Mozo podcast review: Freakonomics Radio

Mozo podcast review: Freakonomics Radio

New year, new podcast review! Last time I left you, (and that was a while ago, I’m sorry) I gave you the lowdown on a homegrown podcast by the name of The Money. But with the Aussie dollar performing so valiantly right now, I thought you could join me on a trip across the Pacific to US shores as we find out out what all the fuss is about over Freakonomics Radio.

What is it about?

This world is a pretty weird place and Freakonomics Radio is all about uncovering some of the Western world’s strangest socioeconomics. If that description sounds a little broad, that’s because the content that is churned out by the Freakonomics Radio team is kind of broad too. This particular podcast started as a spin off from the best-selling Freakonomics book, first published in 2005, and extends to some of the weird and wacky topics covered in the text version.

The good news is that there is some serious personal finance gold stashed under quirky titles like ‘What Does a CEO Actually Do?’ and ‘The Stupidest Thing You Can Do With Your Money’. With more than 300 episodes to choose from – should this podcast take your fancy – you will have a killed a helluva lot of commute time and, if you really fall in love, these guys have several books, a blog and a documentary to throw yourself into.

What to expect?

Now, I wouldn’t be recommending a podcast that doesn’t deliver a smooth and creamy audio experience – after all your ears, like mine, deserve the best.

Pieced together by the production team at WNYC Studios (the guys behind the award-winning Radiolab), Freakonomics Radio is delivered with the highest sound quality going about and is well cut so that interviews flow seamlessly with narration, neat tunes and subtle sound effects. The result is flowy, coherent podcast episodes ranging from 30 minutes to just over an hour that are both entertaining and investigative.

Who is it for?

Now don’t let the American-ness of this podcast turn you off. These guys might not be from our glorious shores but they have a sharp sense of humour and, like a lot of us, don’t take things too seriously. So if you’re an Aussie ready to let a couple of American dudes into your life and learn a few money lessons, now is the point where you reach for your headphones.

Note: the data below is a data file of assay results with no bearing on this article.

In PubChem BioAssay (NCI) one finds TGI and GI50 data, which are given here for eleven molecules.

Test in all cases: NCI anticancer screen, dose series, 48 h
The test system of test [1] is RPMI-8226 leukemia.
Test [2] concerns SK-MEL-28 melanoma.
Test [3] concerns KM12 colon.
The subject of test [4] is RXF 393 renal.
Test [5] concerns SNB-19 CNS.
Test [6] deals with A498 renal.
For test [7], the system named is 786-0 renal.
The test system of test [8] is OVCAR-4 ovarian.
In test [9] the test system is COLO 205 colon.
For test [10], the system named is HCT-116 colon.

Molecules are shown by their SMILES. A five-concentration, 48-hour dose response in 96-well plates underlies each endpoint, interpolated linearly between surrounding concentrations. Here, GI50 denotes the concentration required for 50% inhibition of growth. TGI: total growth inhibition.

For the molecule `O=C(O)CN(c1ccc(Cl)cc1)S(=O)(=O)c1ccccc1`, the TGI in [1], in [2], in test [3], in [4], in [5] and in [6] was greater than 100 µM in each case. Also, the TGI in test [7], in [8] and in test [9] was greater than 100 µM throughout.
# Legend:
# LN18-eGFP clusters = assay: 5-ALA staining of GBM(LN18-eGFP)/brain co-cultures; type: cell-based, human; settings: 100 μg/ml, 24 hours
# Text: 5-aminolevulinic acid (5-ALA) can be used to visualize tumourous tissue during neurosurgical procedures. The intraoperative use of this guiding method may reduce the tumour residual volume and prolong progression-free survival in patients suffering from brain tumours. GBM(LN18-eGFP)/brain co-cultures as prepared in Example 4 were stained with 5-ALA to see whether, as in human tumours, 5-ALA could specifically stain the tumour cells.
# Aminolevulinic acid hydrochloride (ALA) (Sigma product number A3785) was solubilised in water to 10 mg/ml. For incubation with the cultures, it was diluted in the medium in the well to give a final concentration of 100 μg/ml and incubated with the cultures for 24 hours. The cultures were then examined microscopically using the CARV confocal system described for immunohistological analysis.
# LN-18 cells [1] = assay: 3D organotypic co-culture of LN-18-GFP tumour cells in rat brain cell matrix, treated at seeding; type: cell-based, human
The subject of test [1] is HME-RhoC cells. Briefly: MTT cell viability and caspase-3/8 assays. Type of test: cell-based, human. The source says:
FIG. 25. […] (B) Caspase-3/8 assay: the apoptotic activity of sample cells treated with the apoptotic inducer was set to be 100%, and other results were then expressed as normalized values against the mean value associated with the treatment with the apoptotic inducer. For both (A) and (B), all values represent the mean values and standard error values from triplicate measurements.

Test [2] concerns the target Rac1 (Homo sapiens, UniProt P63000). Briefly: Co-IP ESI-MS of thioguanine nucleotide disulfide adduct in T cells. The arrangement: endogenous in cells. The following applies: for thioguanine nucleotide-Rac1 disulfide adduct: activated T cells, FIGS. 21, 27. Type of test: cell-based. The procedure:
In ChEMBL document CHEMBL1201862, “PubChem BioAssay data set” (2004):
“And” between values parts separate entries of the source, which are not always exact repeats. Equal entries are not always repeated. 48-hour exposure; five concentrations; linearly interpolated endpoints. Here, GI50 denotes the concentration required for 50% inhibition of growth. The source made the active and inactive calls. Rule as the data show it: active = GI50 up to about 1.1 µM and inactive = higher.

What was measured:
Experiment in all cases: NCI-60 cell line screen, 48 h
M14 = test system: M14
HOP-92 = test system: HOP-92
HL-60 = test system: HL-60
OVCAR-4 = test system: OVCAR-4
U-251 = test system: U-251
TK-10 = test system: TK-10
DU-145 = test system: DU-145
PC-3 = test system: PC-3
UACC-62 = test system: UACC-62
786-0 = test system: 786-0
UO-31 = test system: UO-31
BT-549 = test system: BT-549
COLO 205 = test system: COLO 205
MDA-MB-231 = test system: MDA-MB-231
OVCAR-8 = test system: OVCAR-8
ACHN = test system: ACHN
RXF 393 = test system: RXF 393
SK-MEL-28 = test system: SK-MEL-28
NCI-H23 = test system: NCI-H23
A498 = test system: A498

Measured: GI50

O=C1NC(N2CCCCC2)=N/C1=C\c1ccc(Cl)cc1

Who is behind Freakonomics Radio?

I haven’t convinced you yet? You want to know more about who it is you’ll be listening to? Fine!

The podcast is hosted by Stephen Dubbner, former journalist at The New York Times Magazine, and he is joined, more often than not, by economist Steve Levitt. These two first linked up for an article back in 2003 and much like our own, their relationship flourished.

Freakonomics Radio, according to them

Yap, yap, yap – I’m getting sick of the sound of my own voice (and you probably are too), so let’s hear what they have to say about themselves.

“Each week, hear surprising conversations that explore the riddles of everyday life and the weird wrinkles of human nature—from cheating and crime to parenting and sports. After just a few episodes, this podcast will have you too thinking like a Freak.”

Must-listen episode

Everything You Always Wanted to Know About Money (But Were Afraid to Ask)

Ah, if I only I had discovered this episode before I had started writing about all things money!

This 44 minute-long gem is a crash course in personal finance, running through some of the financial literacy basics with Italian economist Annamaria Lusardi. Along the way we find out how compound interest works and whether you should invest in a single stock or a mutual fund.

Dubbner then moves the episode on to how to manage your personal finances with the help of guest speaker, Harold Pollack who simplifies everything you need to know about your precious pennies into nine simple, easy-to-follow rules with the main message being, “avoid emotions and trust the economics.”

Dying to find out what these nine rules might be? You can catch the full episode here.

Mozo podcast review: Freakonomics Radio was last modified: January 23, 2018 by Benjamin Tosi

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